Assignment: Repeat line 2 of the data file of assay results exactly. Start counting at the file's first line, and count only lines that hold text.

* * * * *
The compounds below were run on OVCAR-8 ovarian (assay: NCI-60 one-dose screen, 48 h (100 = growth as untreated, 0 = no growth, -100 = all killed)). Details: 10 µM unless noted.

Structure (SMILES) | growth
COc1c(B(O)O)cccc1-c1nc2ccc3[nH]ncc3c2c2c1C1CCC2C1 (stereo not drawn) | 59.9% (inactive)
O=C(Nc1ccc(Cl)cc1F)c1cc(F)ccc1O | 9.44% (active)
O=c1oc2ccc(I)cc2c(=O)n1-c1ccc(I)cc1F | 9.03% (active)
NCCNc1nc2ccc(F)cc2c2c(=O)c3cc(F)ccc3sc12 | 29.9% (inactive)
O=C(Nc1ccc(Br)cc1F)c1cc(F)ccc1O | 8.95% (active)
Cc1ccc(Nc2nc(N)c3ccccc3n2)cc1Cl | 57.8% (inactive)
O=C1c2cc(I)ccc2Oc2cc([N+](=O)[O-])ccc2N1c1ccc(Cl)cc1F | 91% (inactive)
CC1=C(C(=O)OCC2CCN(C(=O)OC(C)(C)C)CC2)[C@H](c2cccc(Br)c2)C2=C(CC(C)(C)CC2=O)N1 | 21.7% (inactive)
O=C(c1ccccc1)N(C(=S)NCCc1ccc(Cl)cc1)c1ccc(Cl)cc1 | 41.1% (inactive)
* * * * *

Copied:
Structure (SMILES) | growth